Form Of Engagement Activity Engagement focused website, blog or social media channel
Part Of Official Scheme? No
Geographic Reach International
Primary Audience Public/other audiences
Results and Impact As part of World River Day, the PDRA on the project, the PDRA wrote a blog about the international, collaborative research project and the kickoff meeting we held in Hamirpur, India in Sep 2019. She described the importance of the research to help better understand the interactions between environmental, social and economic processes operating in and around rivers and how they affect the ecosystem services. According to the blog site, 93 people have read the blog. Many of the people that read the blogs are prospective postgraduate students, a significant proportion of which (>50% in the Water programme) are international.
Year(s) Of Engagement Activity 2019
URL https://blogs.cranfield.ac.uk/environmental-technology/rivers-connecting-countries-and-people-in-ind...
 
Description Invited seminar at Brighton University, School of Environment and Technology 
Form Of Engagement Activity A talk or presentation
Part Of Official Scheme? No
Geographic Reach Local
Primary Audience Postgraduate students
Results and Impact Delivered a 45-min talk to postgraduate students and academics in the School of Environment and Technology, which led to conversations with an academic about aligning our work in natural flood risk research
Year(s) Of Engagement Activity 2021
 
Description Invited seminar at Coventry University, Centre for Agroecology, Water and Resilience 
Form Of Engagement Activity A talk or presentation
Part Of Official Scheme? No
Geographic Reach Local
Primary Audience Postgraduate students
Results and Impact Delivered a 1 hr long talk on the project to current postgraduate students and academics in the Centre for Agroecology, Water and Resilience, which was externally advertised.
Year(s) Of Engagement Activity 2020
URL https://www.coventry.ac.uk/research/about-us/research-events/2020/human-environment-interactions-in-...
 
Description Invited seminar at Unviersity of Leeds, Department of Geography 
Form Of Engagement Activity A talk or presentation
Part Of Official Scheme? No
Geographic Reach Local
Primary Audience Postgraduate students
Results and Impact Delivered a 45-minute presentation on the NERC project, focusing on human-geomorphology interactions in the case study river systems. The talk lead to a follow-up meeting with a postgraduate student about their Masters by Research project.
Year(s) Of Engagement Activity 2020
 
Description Invited seminar speaker at King's College London, Department of Geography 
Form Of Engagement Activity A talk or presentation
Part Of Official Scheme? No
Geographic Reach Regional
Primary Audience Postgraduate students
Results and Impact The PI was invited to deliver a seminar to the Department of Geography, Kings College London on 13 November. He gave a 1 hr lecture on researching across physical and human geography topics, using the NERC project to illustrate. The audience was composed predominantly of research students in the department (PhD and MRes), and prompted a lively discussion afterwards about the challenges of interdisciplinary research and achieving impact from natural science research
Year(s) Of Engagement Activity 2019
 
Description Poster at Waters without Borders event 
Form Of Engagement Activity A talk or presentation
Part Of Official Scheme? No
Geographic Reach International
Primary Audience Professional Practitioners
Results and Impact The PDRA presented a poster entitled 'Mapping socio-economic-environmental interactions and trade-offs to sustainably manage the land-river interface: a fluvial geomorphologists' perspective' at the international event on 28 November in Brussels, Belgium. She spoke with numerous people about the project, most of whom were representing NGOs in the sector.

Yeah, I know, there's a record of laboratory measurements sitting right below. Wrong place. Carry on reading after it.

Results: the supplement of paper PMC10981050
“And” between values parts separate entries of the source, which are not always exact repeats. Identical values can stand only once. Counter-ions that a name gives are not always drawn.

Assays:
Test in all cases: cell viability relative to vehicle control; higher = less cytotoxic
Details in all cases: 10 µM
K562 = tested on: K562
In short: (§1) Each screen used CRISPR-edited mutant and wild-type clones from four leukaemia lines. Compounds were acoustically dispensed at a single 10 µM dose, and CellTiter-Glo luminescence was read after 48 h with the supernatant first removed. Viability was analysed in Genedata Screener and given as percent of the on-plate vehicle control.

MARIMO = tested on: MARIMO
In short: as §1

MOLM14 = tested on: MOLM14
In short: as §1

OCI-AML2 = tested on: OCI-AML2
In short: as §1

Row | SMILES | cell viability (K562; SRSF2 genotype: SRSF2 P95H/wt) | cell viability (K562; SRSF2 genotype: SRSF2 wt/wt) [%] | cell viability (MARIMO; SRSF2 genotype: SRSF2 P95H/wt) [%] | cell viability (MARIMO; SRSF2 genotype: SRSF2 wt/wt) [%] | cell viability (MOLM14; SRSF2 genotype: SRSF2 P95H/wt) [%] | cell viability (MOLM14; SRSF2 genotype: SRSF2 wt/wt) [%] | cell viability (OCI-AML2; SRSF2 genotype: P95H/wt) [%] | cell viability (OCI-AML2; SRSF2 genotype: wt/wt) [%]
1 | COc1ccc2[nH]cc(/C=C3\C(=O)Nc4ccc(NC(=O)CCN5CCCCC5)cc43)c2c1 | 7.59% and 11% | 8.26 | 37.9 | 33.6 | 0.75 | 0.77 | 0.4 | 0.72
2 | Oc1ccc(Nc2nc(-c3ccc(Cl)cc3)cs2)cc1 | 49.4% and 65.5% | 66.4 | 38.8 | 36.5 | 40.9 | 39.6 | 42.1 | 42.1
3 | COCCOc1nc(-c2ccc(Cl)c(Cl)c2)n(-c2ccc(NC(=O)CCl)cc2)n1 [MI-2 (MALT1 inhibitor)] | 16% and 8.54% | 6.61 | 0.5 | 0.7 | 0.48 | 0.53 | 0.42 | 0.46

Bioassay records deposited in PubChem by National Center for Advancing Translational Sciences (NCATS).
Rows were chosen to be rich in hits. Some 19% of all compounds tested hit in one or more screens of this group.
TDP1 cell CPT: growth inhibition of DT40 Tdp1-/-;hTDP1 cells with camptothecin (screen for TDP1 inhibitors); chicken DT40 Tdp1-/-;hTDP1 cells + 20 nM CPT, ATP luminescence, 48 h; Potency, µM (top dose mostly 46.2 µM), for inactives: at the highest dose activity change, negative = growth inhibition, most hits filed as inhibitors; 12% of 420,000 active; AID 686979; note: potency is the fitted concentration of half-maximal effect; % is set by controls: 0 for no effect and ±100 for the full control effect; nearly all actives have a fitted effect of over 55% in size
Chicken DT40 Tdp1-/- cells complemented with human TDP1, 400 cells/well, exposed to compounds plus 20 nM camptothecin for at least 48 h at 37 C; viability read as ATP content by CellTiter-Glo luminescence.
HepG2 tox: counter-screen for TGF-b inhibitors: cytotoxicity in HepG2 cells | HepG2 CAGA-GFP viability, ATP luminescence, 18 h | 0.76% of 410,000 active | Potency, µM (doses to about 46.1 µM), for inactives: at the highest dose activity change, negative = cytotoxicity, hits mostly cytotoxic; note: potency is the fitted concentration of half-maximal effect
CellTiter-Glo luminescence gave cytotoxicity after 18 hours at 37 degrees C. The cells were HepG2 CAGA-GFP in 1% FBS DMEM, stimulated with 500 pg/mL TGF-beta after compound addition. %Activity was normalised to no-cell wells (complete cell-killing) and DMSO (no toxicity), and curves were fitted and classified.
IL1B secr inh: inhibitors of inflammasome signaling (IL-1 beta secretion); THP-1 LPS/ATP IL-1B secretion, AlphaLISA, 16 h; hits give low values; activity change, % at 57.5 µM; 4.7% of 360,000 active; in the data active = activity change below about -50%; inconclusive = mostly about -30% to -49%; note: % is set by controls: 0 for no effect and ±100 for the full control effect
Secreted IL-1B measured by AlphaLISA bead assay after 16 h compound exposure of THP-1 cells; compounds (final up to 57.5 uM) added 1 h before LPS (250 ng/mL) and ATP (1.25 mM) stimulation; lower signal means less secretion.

Year(s) Of Engagement Activity 2019
URL https://uclouvain.be/en/research/louvain4water/events/water-without-borders-linking-belgian-stakehol...
 
Description Press release at start of the projec 
Form Of Engagement Activity A press release, press conference or response to a media enquiry/interview
Part Of Official Scheme? No
Geographic Reach International
Primary Audience Media (as a channel to the public)
Results and Impact The PI wrote a press release to help make the general public aware of the new project and its important potential impacts to the attainment of sustainable development goals, which the university issued on 27 Feb 2019. I am not aware of how many people have read the press release, but it has generated interest. Since the press release, the PI was contacted by two current international PhD students that would like to conduct related research at Cranfield. They stated that they learned of the project via search engines and the press release. Both students are seeking external funding to support research trips to Cranfield
Year(s) Of Engagement Activity 2019
URL https://www.cranfield.ac.uk/press/news-2019/how-can-better-river-management-help-meet-sustainable-de...
 
Description Talk to professional association (British Hydrological Society) 
Form Of Engagement Activity A talk or presentation
Part Of Official Scheme? No
Geographic Reach Regional
Primary Audience Professional Practitioners
Results and Impact The postdoc was invited to give a 30 min presentation about the project as part of a monthly seminar series run by the Southeast section of the British Hydrological Society. The talk was given at the Institute of Civil Engineers in Westminster on 20 September 2019. The audience was composed equally of people working in the water sector and postgraduate students from univeristies in London and the Southeast.
Year(s) Of Engagement Activity 2019
 
Description Workshops in Himachal Pradesh, India 
Form Of Engagement Activity Participation in an activity, workshop or similar
Part Of Official Scheme? No
Geographic Reach International
Primary Audience Public/other audiences
Results and Impact Project partners in India from CSKHPKV / HAREC Bajaura delivered advice and education workshops on farming at four villages in the upper Beas valley. The workshops occurred on the same day as interviews for the study but were opened up to a wide audience, allowing a larger number of villagers to attend.
Year(s) Of Engagement Activity 2020,2021